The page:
•If it sounds too good to be true or if someone claims to have a special relationship with USCIS, steer clear. No one can guarantee results or faster processing.
•Ask about qualifications. If they claim to be qualified to provide legal assistance, ask to see copies of their BIA accreditation letter or bar certificate.
•Get a written contract in English and if applicable, in your own language as well.
•Avoid paying cash and get a receipt.
•Never sign a blank form or application. Make sure you understand what you are signing.


If you want to file a complaint against a notario or immigration consultant, the American Immigration Lawyers Association provides a state-by-state guide on how and where to file complaints

Thursday, June 9, 2011

Study: Immigrants are better educated

Study: Immigrants are better educated
Sacramento Business Journal - by Patrick Twohy
Date: Thursday, June 9, 2011, 1:02pm PDT - Last Modified: Thursday, June 9, 2011, 1:09pm PDT
Immigrants in the United States are far better educated and distributed more broadly around the country than they were a generation ago.

Immigrants with college degrees outnumber immigrants without high school diplomas in 44 of the 100 largest U.S. metropolitan areas.

That and other data are among the findings of a study released today in which the Brookings Institution examined data collected by the federal government. Nationally, the study found that immigrants are better educated and are more geographically distributed than immigrants to the United States were a generation ago.

It’s also interesting that, compared with their U.S.-born counterparts, low-skilled immigrants have higher rates of employment and lower household poverty.

In the Sacramento-Arden-Arcade-Roseville metro region, 78 immigrants have college degrees for every 100 who don't. The immigrant population of 361,956 represents 17 percent of the population.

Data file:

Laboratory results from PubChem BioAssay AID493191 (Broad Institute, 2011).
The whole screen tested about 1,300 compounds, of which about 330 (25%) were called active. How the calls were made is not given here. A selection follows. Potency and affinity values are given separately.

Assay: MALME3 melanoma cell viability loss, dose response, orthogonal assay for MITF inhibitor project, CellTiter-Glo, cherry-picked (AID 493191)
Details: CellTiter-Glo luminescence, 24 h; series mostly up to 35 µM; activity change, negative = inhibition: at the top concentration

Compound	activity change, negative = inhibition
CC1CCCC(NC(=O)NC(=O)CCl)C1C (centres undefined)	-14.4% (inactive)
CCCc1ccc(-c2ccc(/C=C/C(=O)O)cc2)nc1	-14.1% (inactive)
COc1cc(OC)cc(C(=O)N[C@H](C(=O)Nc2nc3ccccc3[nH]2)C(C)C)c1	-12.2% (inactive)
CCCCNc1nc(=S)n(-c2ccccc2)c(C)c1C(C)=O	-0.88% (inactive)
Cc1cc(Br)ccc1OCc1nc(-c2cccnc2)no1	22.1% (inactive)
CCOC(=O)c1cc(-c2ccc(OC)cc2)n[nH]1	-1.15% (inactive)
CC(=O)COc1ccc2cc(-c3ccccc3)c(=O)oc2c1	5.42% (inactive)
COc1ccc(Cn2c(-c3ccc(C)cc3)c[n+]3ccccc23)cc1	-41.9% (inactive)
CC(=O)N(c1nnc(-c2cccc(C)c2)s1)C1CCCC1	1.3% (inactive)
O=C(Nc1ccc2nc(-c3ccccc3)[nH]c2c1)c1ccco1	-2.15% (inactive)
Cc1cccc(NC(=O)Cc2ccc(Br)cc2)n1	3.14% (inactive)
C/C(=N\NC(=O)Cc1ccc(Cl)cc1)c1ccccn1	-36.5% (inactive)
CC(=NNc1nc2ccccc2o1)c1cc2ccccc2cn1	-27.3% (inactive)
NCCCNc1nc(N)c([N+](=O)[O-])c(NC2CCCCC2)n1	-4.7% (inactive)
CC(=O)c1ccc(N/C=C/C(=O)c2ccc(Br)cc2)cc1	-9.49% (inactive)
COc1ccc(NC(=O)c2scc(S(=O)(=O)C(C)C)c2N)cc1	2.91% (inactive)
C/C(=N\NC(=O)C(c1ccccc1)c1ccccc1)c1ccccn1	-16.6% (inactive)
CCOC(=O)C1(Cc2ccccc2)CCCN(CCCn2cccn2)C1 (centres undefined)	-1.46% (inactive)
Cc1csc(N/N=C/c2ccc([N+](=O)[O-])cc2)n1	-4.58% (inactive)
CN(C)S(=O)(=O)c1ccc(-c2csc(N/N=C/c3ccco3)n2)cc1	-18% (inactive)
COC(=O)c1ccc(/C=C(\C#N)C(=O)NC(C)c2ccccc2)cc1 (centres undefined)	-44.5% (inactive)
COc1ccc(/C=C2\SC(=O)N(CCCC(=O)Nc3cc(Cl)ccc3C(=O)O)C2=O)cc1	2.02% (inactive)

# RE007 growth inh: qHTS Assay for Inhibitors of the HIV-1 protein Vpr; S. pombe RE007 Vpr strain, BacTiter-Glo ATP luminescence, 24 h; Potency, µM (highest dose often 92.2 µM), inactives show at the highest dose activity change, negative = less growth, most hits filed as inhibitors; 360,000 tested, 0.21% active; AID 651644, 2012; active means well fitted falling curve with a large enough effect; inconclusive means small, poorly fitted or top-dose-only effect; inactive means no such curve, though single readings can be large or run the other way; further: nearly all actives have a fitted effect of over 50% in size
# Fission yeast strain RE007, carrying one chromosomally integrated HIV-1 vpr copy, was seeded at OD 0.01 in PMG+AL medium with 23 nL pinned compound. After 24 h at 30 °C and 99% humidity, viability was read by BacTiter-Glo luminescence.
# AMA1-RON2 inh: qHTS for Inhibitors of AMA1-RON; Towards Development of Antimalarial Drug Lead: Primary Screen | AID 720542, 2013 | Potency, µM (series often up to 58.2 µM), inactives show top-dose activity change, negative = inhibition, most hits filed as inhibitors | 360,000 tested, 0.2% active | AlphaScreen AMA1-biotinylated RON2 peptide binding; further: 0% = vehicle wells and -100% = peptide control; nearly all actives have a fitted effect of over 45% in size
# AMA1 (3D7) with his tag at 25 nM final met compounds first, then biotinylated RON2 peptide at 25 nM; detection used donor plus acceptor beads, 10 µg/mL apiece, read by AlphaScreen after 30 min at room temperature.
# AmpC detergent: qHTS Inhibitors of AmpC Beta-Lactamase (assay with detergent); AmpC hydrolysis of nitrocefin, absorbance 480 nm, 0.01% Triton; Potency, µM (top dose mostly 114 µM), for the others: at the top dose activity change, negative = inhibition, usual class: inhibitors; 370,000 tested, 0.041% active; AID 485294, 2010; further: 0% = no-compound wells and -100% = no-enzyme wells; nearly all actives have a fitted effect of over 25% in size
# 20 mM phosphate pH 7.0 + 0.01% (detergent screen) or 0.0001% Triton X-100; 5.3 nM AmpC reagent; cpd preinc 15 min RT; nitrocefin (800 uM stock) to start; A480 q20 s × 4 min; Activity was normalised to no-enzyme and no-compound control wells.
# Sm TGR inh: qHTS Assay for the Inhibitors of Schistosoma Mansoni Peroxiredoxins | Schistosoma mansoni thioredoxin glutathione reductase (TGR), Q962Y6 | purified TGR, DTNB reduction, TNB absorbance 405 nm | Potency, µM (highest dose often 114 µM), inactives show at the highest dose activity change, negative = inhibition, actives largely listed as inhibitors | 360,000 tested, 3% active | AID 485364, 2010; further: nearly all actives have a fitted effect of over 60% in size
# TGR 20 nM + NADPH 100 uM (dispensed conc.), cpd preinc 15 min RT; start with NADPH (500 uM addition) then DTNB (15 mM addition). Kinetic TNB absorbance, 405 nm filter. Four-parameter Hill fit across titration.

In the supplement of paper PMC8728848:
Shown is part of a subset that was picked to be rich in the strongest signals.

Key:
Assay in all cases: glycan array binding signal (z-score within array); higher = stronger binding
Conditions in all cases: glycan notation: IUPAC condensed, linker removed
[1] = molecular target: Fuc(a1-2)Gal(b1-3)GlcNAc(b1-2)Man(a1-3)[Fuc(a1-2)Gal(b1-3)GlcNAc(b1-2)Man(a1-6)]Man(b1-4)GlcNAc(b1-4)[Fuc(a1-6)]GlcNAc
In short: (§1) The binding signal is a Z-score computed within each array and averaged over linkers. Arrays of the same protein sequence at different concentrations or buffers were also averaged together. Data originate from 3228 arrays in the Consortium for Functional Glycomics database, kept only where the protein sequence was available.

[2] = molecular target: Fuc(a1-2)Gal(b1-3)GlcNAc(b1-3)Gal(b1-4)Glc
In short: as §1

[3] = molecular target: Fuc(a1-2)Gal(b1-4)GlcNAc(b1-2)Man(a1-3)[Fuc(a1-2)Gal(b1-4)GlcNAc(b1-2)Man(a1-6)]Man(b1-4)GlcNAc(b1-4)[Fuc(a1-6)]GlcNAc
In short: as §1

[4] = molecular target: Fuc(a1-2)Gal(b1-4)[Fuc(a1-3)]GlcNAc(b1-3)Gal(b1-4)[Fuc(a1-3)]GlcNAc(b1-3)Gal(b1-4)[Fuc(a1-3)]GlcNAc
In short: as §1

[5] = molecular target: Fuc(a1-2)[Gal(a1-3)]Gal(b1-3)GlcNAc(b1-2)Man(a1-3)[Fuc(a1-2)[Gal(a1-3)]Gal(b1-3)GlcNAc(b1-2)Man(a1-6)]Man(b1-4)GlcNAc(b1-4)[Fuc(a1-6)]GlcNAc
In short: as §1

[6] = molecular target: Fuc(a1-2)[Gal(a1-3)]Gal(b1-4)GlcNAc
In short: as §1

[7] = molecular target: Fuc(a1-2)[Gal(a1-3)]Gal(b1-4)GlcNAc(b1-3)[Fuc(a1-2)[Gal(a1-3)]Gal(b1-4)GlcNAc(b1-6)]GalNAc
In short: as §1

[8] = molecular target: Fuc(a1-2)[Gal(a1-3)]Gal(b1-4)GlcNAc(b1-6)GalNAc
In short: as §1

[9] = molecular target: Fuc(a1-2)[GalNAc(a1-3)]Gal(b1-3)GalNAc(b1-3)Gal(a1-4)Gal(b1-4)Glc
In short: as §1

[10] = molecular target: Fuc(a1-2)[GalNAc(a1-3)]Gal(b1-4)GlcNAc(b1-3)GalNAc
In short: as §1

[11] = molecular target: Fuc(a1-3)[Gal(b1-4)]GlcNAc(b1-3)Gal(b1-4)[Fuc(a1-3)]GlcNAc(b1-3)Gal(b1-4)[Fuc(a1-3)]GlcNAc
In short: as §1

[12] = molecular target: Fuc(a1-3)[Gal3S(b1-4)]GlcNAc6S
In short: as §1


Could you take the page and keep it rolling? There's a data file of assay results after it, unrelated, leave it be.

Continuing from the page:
Brookings gave Sacramento a rating of re-emerging gateway. That means Sacramento, along with other places such as Baltimore, Portland and Seattle, have had large refugee resettlements in the last few decades. Some refugees may arrive with little formal education, while others come to the area highly skilled. The result is that the metro area is to be balanced on both ends of the skill spectrum, according to Brookings.

Nationally, the report said that more immigrants (30 percent) have at least a bachelor’s degree than lack a high-school diploma (28 percent). Forty-four of the nation’s 100 largest metropolitan areas are high-skilled immigrant destinations, where college-educated immigrants outnumber immigrants without high school diplomas by at least 25 percent.

“Nearly one in six workers in our country was born somewhere else,” said Audrey Singer, a Brookings senior fellow and co-author of the report, in a statement. “Low- and high-skilled immigration has grown nationally, but the mix varies across metropolitan areas. High-skilled immigrants cluster in coastal metros like Seattle and Washington, D.C., and in older industrial metros like Pittsburgh, St. Louis, Detroit, and Cleveland. Lower-skilled immigrants are more strongly represented in metro areas in the Southwest border states and in places with the fastest-growing immigrant populations, particularly in the Southeast.”

The cities with the highest proportion of well-educated immigrants are led by Pittsburgh, followed by Dayton, Ohio; St. Louis, Baltimore and Cincinnati. None of those areas have large immigrant communities, however.
Four the six areas with the lowest skill ratios are in California's Central Valley — Bakersfield, Modesto, Fresno and Stockton. The other two of those six are McAllen and El Paso, Texas.

The metro areas with the largest percent of immigrants to total population are led by south Florida, where 92 immigrants have college degrees or better for every 100 lacking a high school diploma. San Jose and San Francisco, which also have large proportions of immigrants, have skill ratios of 193 and 143 respectively

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Tuesday, June 7, 2011